Underage Drinking and DUI

Posted by Joseph Franks on January 10th, 2020

Teenagers commit the majority of DUI crimes in the U.S. The offenders below the age of 16 are charged with two crimes at once, since they are below the legal age of drinking and driving. Teenage drunk driving is subject to zero tolerance laws, and the consequences are harsher as compared to adult drunk driving.

The theory behind the ‘zero tolerance law’ policy is the lack of experience with drinking and driving among teenagers. They put themselves and the public at higher risk because of their carelessness and recklessness. The strict rules were enacted in the 1980s when injuries and deaths caused by drunk teen drivers had gotten out of control.

A minor under the age of 21 will be arrested for DUI crime even if their blood alcohol level is negligible. Adults are charged if their blood alcohol level is 0.08% or above, but the underage will get into trouble if the percentage exceeds 0.0%. In addition, the person’s driving license shall be immediately revoked if he/she legally possesses one when caught by the police.

The first-time offenders among teens face harsher consequences as compared to adults committing a DUI crime for the first time. This is because the teenage offender is breaking two rules subsequently, i.e. he/she is drinking illegally and driving under the influence. The degree of offense broadens if they have a fake ID for buying alcohol, and they are supplying it to other teens.

A minor’s DUI is charged as a class one misdemeanor in most states of the U.S. Punishment usually consists of heavy fine and community service. The driving license of the teen shall be suspended for up to three years and only be returned if they can demonstrate responsibility. If a teen DUI conviction involves getting into an accident, then the driver is officially subject to jail time.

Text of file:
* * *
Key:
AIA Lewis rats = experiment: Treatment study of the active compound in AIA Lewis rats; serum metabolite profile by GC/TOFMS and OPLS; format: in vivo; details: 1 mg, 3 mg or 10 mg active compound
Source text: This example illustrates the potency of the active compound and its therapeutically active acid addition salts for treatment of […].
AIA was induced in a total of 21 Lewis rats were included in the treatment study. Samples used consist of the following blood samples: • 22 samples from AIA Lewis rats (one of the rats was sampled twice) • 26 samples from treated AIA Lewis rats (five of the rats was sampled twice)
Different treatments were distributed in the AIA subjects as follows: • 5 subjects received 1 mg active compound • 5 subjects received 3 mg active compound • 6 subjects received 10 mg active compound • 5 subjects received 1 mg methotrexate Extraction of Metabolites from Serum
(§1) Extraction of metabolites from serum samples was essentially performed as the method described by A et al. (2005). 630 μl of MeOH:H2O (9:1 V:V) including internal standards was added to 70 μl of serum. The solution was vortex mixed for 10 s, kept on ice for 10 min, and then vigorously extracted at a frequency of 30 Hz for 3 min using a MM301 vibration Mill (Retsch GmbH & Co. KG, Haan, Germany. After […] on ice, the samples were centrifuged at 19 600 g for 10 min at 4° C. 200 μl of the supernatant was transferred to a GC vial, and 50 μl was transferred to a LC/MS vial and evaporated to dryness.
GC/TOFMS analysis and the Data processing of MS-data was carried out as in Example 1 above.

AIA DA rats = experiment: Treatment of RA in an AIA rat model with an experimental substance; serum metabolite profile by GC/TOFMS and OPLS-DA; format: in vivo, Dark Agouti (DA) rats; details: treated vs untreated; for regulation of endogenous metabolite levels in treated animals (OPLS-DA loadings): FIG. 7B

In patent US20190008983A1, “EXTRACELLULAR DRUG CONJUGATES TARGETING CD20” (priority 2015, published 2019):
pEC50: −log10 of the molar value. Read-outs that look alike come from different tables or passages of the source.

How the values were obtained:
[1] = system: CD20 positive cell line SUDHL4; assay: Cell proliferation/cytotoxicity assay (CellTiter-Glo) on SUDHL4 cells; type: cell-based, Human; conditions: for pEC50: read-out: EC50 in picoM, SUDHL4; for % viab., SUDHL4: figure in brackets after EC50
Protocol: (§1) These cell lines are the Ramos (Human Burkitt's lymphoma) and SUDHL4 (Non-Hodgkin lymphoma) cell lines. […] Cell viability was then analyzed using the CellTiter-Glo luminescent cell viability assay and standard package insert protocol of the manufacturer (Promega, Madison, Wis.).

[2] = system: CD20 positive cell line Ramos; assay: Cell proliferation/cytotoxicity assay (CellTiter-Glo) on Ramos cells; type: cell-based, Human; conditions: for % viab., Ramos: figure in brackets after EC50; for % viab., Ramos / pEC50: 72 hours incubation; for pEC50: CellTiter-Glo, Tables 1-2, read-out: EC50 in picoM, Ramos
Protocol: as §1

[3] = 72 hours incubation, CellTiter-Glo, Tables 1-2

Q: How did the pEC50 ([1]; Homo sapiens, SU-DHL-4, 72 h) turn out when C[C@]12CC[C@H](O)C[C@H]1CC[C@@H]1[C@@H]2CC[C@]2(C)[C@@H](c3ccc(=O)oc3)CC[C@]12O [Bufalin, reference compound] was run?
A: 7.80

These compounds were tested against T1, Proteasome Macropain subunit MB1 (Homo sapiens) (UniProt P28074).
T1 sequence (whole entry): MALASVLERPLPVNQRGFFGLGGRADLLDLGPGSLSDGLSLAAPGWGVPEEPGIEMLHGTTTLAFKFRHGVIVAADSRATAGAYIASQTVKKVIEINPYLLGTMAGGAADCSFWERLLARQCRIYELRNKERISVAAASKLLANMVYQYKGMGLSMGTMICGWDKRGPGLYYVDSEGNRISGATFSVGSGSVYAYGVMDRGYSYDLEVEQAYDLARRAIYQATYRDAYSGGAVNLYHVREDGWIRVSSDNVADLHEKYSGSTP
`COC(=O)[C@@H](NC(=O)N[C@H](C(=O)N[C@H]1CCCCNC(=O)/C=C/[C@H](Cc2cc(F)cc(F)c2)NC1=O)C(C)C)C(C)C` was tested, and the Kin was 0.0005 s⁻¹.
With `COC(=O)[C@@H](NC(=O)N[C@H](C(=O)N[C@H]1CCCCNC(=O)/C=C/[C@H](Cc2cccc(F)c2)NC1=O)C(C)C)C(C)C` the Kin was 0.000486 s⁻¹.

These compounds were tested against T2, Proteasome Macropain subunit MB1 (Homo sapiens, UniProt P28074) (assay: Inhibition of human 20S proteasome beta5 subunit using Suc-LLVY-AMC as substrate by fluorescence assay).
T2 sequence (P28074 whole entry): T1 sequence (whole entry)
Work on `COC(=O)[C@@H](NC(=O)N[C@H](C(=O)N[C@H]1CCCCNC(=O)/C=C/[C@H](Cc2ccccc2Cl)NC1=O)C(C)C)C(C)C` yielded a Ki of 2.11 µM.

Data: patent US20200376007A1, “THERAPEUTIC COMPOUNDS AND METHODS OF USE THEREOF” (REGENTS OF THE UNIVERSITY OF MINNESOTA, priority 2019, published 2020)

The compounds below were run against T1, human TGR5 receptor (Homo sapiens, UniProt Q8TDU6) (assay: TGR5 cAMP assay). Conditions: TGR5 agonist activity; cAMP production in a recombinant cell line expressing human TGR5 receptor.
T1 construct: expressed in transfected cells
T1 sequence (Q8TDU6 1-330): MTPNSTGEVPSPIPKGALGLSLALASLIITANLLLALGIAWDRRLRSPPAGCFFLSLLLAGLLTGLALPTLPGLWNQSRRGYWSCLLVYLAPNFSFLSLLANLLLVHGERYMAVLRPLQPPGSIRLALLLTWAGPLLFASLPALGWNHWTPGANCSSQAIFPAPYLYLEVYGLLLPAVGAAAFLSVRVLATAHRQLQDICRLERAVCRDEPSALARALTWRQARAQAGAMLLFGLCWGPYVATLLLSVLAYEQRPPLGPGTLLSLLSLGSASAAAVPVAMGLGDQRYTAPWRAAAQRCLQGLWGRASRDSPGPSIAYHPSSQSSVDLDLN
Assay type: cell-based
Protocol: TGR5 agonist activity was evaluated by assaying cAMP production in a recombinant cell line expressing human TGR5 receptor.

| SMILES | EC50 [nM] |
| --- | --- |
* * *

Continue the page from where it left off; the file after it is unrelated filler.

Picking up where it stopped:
Minors who have been arrested for DUI multiple times and their actions have caused harm to the lives of people, shall be imprisoned. Jail time can range from a few days to several years, depending on the extent of damages instigated. A DUI crime will go on the permanent record of the offender, regardless of age.

A teen DUI conviction often leads to a few years on probation even after his/her driving license is reinstated. The offender then remains under supervision of legal authorities and breaking the slightest of rules can bring home a hell of trouble. In several cases, the court may choose to confine the minor’s car or demand they install an ignition interlock device on their vehicle. Some underage offenders merely receive conditional licenses, so they can only drive to locations approved by court.

Teenage drivers that display blood alcohol levels above 0.05% may suffer minor and adult DUI charges. The penalties are doubled, and these offenders are typically required to join a drinking rehabilitation program or attend alcohol education classes. Minors who refuse alcohol testing shall sustain similar charges to DUI, and their license is automatically cancelled. A class one misdemeanor on the minor’s record will affect him/her throughout their life.

Although most colleges will accept such candidates, it will still be a disadvantage. Students might not qualify for certain scholarships and any misconduct on their part shall have dire consequences. Seeking employment can also be challenging for a person with criminal record, as most companies will prefer cleaner options.

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Joseph Franks

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Joseph Franks
Joined: September 16th, 2019
Articles Posted: 102

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